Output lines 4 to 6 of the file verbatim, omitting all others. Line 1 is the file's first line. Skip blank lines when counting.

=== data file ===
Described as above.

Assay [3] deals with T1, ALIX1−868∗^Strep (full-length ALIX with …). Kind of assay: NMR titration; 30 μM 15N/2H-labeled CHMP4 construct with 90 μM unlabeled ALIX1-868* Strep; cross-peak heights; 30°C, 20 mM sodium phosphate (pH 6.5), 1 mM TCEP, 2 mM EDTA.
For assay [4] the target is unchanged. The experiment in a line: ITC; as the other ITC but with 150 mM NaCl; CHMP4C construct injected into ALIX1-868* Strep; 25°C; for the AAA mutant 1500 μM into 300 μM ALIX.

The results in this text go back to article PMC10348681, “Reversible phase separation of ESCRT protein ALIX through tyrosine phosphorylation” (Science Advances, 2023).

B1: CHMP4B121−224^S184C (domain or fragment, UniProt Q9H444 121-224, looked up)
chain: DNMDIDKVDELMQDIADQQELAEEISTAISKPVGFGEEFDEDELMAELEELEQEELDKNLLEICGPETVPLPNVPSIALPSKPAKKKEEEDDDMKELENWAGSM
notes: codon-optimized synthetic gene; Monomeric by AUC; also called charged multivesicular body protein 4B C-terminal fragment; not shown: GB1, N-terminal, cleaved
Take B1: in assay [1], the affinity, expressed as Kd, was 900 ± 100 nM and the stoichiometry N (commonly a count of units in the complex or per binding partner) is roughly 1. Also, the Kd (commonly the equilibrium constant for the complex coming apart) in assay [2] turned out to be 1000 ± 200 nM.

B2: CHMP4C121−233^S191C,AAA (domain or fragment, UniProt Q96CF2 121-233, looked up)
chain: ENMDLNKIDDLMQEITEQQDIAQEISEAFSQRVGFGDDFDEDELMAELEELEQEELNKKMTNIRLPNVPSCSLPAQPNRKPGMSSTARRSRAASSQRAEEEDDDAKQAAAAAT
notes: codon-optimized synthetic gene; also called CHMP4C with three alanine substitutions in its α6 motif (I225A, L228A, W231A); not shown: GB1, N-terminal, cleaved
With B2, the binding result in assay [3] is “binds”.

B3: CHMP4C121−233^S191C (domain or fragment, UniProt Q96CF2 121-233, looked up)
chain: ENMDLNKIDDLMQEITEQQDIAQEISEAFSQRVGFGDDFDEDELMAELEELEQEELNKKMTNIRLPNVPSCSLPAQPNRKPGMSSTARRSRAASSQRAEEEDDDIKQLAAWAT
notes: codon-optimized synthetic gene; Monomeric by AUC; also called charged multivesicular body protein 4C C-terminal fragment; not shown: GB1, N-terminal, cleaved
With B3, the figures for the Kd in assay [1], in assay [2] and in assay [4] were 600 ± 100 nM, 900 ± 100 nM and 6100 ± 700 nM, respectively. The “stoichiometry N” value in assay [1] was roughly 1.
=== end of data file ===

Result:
The results in this text go back to article PMC10348681, “Reversible phase separation of ESCRT protein ALIX through tyrosine phosphorylation” (Science Advances, 2023).

B1: CHMP4B121−224^S184C (domain or fragment, UniProt Q9H444 121-224, looked up)
chain: DNMDIDKVDELMQDIADQQELAEEISTAISKPVGFGEEFDEDELMAELEELEQEELDKNLLEICGPETVPLPNVPSIALPSKPAKKKEEEDDDMKELENWAGSM